Instead of tossing the letters aside, Buffett packages them up and sends them to his big sister Doris. With the help of seven women, her Sunshine Lady Foundation scrutinizes each request to find people who have come upon bad luck through no fault of their own.
"She just believes that a lot of people got short straws in life, and she wants to help them," Warren Buffett said.
It's rare for philanthropists to respond to individual requests, said Northeastern University professor Rebecca Riccio, who teaches philanthropy and interviewed the siblings last year. Buffett, 83, and his 86-year-old sister worked out the unusual arrangement because neither wanted to disregard the requests, but Buffett also wanted to focus on running Berkshire Hathaway.
"I think Warren and Doris do not have it in them to ignore those letters," Riccio said.
Warren Buffett sent his sister $5 million initially to cover the cost of responding to his letters and promised more money if she needed it. The siblings didn't want to say exactly how much Doris has given to the letter writers so far.
Many of the requests are simple: A man who needed a new glass eye. The grandmother who wanted a tombstone for the three children she lost. A disabled woman who needed a car to visit her daughter and grandchildren.
"These are decent people who just didn't have the breaks somebody else did," Doris Buffett said.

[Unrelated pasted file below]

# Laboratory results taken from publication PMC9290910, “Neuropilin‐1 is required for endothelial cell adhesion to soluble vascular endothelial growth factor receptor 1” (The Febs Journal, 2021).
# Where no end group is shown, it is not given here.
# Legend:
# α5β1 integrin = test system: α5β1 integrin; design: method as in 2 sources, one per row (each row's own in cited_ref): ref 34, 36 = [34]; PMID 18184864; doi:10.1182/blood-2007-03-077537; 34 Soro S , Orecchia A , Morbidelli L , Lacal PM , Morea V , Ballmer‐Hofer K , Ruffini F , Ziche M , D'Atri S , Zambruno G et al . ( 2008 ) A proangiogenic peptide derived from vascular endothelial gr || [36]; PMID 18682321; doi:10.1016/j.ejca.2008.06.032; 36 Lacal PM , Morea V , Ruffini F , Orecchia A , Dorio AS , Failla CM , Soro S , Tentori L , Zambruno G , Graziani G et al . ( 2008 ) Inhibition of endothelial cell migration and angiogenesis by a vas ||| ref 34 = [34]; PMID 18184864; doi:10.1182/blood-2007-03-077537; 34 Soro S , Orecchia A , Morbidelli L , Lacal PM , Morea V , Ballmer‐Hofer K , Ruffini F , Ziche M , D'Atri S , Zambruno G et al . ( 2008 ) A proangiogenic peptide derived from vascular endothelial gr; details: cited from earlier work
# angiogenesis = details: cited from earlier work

She said her drive to help people developed during the Great Depression, when she saw people struggling with such basic needs as hunger and shelter. That desire grew as she faced her own disappointments, including four divorces and the loss of a $12 million fortune in the stock market crash of 1987.
Doris Buffett started the Sunshine Lady Foundation in 1996 after inheriting money. Through it, she has also given away $150 million of her own money, focusing primarily on larger programs such as scholarships for domestic violence victims, college education for prison inmates and efforts to help people with mentally illnesses.
Riccio says Doris Buffett's personal connections to recipients and her willingness to provide so many small gifts sets her apart.
"She cares about people, not about the prestige or the perception of her as a philanthropist," Riccio said.
Doris Buffett focuses her foundation's main giving on the communities where she lives: Fredericksburg, Virginia; Wilmington and Beaufort, North Carolina, and Rockport, Maine. But she doesn't confine her gifts to those places.
Steven Lewicki spent 15 years in prison for a string of bank robberies, but during that time earned his associate's degree thanks to a college program inside Maine State Prison funded by Doris Buffett's foundation.
When he was freed, Lewicki finished his bachelor's degree at the University of Maine at Augusta and got a job with a group that advocates for prisoners.
"I feel an obligation to Doris," Lewicki said. "I feel an obligation to honor her philanthropy and her integrity and her guidance and all of that."
Doris Buffett's main goal is to provide one-time aid and, whenever possible, connect people with other forms of help. But she knows there are limits to what she can do.
"I can't change somebody's life, but I can make it possible for them to do so," she said.